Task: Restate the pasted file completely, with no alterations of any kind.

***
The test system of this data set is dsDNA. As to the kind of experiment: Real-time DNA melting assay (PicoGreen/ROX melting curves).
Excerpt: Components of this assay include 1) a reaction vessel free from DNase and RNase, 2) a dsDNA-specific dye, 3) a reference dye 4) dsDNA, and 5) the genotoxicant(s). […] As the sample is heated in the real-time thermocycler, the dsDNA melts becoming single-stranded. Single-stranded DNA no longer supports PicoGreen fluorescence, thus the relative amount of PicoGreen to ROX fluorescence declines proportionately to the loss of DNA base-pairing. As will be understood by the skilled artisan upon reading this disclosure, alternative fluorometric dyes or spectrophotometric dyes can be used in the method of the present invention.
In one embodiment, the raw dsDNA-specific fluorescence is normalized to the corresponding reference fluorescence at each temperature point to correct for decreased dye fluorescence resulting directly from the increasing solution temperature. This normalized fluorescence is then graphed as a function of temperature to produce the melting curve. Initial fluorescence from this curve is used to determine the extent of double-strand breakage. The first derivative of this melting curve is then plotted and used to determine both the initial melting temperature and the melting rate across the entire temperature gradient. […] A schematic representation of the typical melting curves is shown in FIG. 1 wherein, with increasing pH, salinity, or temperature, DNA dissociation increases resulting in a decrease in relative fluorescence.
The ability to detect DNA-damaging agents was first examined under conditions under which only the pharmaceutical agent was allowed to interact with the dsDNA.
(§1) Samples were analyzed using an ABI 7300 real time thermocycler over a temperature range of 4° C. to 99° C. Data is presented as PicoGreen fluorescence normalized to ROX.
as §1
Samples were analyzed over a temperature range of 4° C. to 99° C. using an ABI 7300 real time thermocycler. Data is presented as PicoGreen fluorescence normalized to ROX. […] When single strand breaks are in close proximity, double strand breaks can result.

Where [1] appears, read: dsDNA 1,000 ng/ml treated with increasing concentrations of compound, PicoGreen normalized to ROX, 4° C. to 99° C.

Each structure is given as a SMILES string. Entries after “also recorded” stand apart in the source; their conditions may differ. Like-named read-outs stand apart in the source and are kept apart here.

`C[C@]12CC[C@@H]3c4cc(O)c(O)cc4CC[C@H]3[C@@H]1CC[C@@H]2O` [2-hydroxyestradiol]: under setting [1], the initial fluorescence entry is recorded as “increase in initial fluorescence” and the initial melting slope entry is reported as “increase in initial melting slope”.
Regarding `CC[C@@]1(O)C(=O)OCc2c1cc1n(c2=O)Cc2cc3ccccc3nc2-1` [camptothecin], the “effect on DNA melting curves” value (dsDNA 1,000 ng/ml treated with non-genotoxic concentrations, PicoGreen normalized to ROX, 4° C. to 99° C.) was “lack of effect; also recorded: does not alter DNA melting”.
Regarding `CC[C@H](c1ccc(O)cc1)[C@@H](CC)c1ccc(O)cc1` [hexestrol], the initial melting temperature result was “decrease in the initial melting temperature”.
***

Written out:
The test system of this data set is dsDNA. As to the kind of experiment: Real-time DNA melting assay (PicoGreen/ROX melting curves).
Excerpt: Components of this assay include 1) a reaction vessel free from DNase and RNase, 2) a dsDNA-specific dye, 3) a reference dye 4) dsDNA, and 5) the genotoxicant(s). […] As the sample is heated in the real-time thermocycler, the dsDNA melts becoming single-stranded. Single-stranded DNA no longer supports PicoGreen fluorescence, thus the relative amount of PicoGreen to ROX fluorescence declines proportionately to the loss of DNA base-pairing. As will be understood by the skilled artisan upon reading this disclosure, alternative fluorometric dyes or spectrophotometric dyes can be used in the method of the present invention.
In one embodiment, the raw dsDNA-specific fluorescence is normalized to the corresponding reference fluorescence at each temperature point to correct for decreased dye fluorescence resulting directly from the increasing solution temperature. This normalized fluorescence is then graphed as a function of temperature to produce the melting curve. Initial fluorescence from this curve is used to determine the extent of double-strand breakage. The first derivative of this melting curve is then plotted and used to determine both the initial melting temperature and the melting rate across the entire temperature gradient. […] A schematic representation of the typical melting curves is shown in FIG. 1 wherein, with increasing pH, salinity, or temperature, DNA dissociation increases resulting in a decrease in relative fluorescence.
The ability to detect DNA-damaging agents was first examined under conditions under which only the pharmaceutical agent was allowed to interact with the dsDNA.
(§1) Samples were analyzed using an ABI 7300 real time thermocycler over a temperature range of 4° C. to 99° C. Data is presented as PicoGreen fluorescence normalized to ROX.
as §1
Samples were analyzed over a temperature range of 4° C. to 99° C. using an ABI 7300 real time thermocycler. Data is presented as PicoGreen fluorescence normalized to ROX. […] When single strand breaks are in close proximity, double strand breaks can result.

Where [1] appears, read: dsDNA 1,000 ng/ml treated with increasing concentrations of compound, PicoGreen normalized to ROX, 4° C. to 99° C.

Each structure is given as a SMILES string. Entries after “also recorded” stand apart in the source; their conditions may differ. Like-named read-outs stand apart in the source and are kept apart here.

`C[C@]12CC[C@@H]3c4cc(O)c(O)cc4CC[C@H]3[C@@H]1CC[C@@H]2O` [2-hydroxyestradiol]: under setting [1], the initial fluorescence entry is recorded as “increase in initial fluorescence” and the initial melting slope entry is reported as “increase in initial melting slope”.
Regarding `CC[C@@]1(O)C(=O)OCc2c1cc1n(c2=O)Cc2cc3ccccc3nc2-1` [camptothecin], the “effect on DNA melting curves” value (dsDNA 1,000 ng/ml treated with non-genotoxic concentrations, PicoGreen normalized to ROX, 4° C. to 99° C.) was “lack of effect; also recorded: does not alter DNA melting”.
Regarding `CC[C@H](c1ccc(O)cc1)[C@@H](CC)c1ccc(O)cc1` [hexestrol], the initial melting temperature result was “decrease in the initial melting temperature”.